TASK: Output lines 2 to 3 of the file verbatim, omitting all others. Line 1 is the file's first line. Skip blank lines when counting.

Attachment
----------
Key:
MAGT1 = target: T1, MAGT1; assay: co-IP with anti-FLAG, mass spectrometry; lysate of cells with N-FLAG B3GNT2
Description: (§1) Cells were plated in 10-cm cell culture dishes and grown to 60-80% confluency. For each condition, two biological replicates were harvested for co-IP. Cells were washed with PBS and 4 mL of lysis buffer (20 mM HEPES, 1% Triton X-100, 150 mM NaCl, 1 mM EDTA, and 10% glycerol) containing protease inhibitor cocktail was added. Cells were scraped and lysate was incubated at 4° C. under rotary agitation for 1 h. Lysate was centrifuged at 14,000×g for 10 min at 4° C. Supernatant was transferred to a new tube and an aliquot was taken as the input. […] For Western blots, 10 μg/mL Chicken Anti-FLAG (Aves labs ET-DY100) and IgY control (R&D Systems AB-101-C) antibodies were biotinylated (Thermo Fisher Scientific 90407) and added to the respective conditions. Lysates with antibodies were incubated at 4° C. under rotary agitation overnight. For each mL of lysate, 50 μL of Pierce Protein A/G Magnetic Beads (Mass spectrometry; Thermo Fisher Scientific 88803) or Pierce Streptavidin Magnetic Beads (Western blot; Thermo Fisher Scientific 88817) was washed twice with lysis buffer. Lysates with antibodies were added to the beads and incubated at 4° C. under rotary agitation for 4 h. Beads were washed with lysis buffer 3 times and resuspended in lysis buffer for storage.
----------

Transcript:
MAGT1 = target: T1, MAGT1; assay: co-IP with anti-FLAG, mass spectrometry; lysate of cells with N-FLAG B3GNT2
Description: (§1) Cells were plated in 10-cm cell culture dishes and grown to 60-80% confluency. For each condition, two biological replicates were harvested for co-IP. Cells were washed with PBS and 4 mL of lysis buffer (20 mM HEPES, 1% Triton X-100, 150 mM NaCl, 1 mM EDTA, and 10% glycerol) containing protease inhibitor cocktail was added. Cells were scraped and lysate was incubated at 4° C. under rotary agitation for 1 h. Lysate was centrifuged at 14,000×g for 10 min at 4° C. Supernatant was transferred to a new tube and an aliquot was taken as the input. […] For Western blots, 10 μg/mL Chicken Anti-FLAG (Aves labs ET-DY100) and IgY control (R&D Systems AB-101-C) antibodies were biotinylated (Thermo Fisher Scientific 90407) and added to the respective conditions. Lysates with antibodies were incubated at 4° C. under rotary agitation overnight. For each mL of lysate, 50 μL of Pierce Protein A/G Magnetic Beads (Mass spectrometry; Thermo Fisher Scientific 88803) or Pierce Streptavidin Magnetic Beads (Western blot; Thermo Fisher Scientific 88817) was washed twice with lysis buffer. Lysates with antibodies were added to the beads and incubated at 4° C. under rotary agitation for 4 h. Beads were washed with lysis buffer 3 times and resuspended in lysis buffer for storage.